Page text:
According to Lumber Liquidators’ most recent Securities and Exchange (SEC) disclosures, the US Department of Justice (DOJ) is pursuing criminal charges against the company under the Lacey Act (16 U.S.C. §§ 3371-3378) for allegedly importing products containing illegally harvested wood. On the day the charges were disclosed, Lumber Liquidators’ share price dropped 17.5 percent. Additionally, the company now faces several class action lawsuits related to these allegations. These developments are an important reminder for all companies that buy, sell, manufacture, import, or export lumber or other wood products that they must implement effective Lacey Act compliance measures.

The Lacey Act is a US conservation law that prohibits trade in wildlife, fish, and plants that have been illegally taken, possessed, transported or sold.[1] In 2008, the Lacey Act was amended to cover a wider variety of prohibited plants and plant products. Under the Lacey Act, as amended, it is unlawful to import certain products without an import declaration, such as illegally harvested wood.[2] The 2008 amendment also eliminated the de minimis exception to the prohibition.

Violators of the Lacey Act, whether companies or individuals, face serious civil and criminal penalties.[3] On the civil side, violators face forfeiture of goods and fines of up to $10,000 for each violation.[4] On the criminal side, violators face a range of misdemeanor to felony penalties. Misdemeanor penalties for the negligent commission of Lacey Act violations include fines of $200,000 for corporations and fines of $100,000 and up to one year in prison for individuals.[5] Felony penalties for the knowing commission of prohibited acts include fines of up to $500,000 for corporations and fines of up to $250,000 and up to five years in prison for individuals.[6]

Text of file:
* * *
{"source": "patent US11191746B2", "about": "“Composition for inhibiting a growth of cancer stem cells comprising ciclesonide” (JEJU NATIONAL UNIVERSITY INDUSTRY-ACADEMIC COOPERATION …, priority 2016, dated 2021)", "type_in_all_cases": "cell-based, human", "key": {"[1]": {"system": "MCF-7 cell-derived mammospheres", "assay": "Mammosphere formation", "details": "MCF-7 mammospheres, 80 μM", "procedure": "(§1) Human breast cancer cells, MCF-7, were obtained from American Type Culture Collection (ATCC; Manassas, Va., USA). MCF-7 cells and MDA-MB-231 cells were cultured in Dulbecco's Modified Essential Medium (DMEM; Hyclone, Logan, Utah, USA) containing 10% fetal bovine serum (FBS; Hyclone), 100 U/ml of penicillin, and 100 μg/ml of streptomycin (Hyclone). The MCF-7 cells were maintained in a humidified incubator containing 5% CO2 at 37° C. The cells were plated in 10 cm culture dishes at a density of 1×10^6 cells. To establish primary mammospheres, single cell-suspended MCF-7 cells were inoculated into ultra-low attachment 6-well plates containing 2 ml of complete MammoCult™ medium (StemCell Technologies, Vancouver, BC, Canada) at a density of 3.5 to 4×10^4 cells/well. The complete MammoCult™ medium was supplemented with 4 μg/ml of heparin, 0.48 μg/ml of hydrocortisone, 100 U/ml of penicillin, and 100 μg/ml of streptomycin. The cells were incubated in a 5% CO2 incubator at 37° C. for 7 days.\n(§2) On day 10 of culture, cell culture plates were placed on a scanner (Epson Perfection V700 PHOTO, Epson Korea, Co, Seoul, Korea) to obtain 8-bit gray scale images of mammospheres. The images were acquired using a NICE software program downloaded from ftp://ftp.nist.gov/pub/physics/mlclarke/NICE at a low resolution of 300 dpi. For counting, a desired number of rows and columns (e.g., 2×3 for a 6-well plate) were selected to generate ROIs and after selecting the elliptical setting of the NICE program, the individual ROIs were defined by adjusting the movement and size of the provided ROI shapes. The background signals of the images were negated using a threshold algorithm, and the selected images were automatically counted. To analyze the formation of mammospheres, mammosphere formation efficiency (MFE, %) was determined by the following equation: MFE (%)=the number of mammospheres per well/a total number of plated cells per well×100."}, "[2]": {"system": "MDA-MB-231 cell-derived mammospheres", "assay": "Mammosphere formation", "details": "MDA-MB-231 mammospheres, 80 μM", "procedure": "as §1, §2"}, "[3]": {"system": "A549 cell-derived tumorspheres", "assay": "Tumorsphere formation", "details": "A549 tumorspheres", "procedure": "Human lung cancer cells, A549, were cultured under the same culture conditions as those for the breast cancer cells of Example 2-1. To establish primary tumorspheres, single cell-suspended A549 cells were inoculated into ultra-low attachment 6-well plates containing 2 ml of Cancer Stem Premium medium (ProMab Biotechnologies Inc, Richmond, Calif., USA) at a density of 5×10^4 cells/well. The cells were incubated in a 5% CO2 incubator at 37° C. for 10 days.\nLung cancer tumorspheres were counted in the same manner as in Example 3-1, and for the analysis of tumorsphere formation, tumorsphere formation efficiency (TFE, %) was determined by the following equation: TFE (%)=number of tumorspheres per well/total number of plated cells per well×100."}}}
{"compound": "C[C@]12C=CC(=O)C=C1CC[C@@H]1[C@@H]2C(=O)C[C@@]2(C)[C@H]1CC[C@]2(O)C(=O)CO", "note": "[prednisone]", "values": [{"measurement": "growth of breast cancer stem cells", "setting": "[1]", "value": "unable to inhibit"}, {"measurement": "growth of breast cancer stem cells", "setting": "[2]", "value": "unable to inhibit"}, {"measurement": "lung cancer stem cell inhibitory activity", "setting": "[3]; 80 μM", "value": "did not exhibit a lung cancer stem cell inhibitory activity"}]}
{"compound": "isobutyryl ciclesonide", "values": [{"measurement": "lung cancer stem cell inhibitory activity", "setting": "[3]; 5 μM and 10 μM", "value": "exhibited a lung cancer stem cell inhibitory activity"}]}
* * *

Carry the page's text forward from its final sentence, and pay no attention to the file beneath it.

The Lacey Act also contains whistleblower provisions providing rewards for any information leading to an arrest, criminal conviction, civil penalty assessment, or forfeiture of property for any violation under the Act.[7] These whistleblower provisions may increase the likelihood of an enforcement investigation or other litigation, such as claims under the False Claims Act.

As the recent charges against Lumber Liquidators demonstrate, companies that manufacture, sell, import, or buy wood products such as paper, furniture, and timber should implement a compliance program to ensure that their wood products are legally sourced and transported.